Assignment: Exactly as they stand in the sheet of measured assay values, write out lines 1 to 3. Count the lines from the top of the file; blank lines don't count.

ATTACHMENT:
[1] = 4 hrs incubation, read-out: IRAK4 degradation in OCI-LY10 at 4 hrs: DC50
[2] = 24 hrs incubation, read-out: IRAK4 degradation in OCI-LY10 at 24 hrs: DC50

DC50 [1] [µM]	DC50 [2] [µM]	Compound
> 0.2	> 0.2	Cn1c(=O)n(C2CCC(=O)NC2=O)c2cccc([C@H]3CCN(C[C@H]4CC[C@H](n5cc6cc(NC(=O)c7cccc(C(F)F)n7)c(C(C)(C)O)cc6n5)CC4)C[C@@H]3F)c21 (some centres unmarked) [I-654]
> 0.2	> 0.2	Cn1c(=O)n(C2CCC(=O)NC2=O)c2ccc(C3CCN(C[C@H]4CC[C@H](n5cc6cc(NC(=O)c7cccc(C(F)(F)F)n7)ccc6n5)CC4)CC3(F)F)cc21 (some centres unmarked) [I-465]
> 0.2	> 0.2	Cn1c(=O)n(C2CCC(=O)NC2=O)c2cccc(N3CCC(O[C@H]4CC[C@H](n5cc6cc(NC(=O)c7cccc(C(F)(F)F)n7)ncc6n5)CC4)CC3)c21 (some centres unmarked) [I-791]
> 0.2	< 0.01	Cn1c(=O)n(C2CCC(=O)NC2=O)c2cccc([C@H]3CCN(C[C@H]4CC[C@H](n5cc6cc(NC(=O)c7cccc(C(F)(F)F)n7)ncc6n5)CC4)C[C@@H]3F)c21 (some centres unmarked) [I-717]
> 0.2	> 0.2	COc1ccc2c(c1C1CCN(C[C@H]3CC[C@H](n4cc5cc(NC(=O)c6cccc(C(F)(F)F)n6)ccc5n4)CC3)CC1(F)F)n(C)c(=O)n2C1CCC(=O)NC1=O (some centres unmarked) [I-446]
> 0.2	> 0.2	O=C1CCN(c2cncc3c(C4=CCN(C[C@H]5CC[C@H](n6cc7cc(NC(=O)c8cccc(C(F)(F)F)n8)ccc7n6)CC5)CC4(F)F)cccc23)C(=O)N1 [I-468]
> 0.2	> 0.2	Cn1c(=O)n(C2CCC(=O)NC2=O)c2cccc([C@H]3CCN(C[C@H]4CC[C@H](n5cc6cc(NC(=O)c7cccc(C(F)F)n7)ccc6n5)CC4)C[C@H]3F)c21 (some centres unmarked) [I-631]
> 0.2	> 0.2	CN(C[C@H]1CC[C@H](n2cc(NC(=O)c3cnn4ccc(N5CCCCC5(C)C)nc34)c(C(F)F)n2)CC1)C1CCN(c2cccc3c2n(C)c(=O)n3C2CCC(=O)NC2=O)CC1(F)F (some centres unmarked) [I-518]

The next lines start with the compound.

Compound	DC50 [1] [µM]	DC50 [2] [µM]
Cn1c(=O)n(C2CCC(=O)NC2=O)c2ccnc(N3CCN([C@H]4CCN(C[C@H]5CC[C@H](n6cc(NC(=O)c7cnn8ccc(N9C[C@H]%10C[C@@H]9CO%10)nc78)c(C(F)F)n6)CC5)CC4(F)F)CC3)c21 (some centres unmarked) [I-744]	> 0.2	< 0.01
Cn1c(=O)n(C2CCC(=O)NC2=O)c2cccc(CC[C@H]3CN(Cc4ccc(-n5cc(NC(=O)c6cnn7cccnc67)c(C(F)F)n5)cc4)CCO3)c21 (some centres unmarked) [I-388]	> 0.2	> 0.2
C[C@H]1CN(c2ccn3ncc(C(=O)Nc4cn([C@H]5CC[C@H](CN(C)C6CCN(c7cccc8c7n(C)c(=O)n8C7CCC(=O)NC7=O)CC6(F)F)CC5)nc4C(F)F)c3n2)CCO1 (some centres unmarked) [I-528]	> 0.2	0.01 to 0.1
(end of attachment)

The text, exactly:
[1] = 4 hrs incubation, read-out: IRAK4 degradation in OCI-LY10 at 4 hrs: DC50
[2] = 24 hrs incubation, read-out: IRAK4 degradation in OCI-LY10 at 24 hrs: DC50

DC50 [1] [µM]	DC50 [2] [µM]	Compound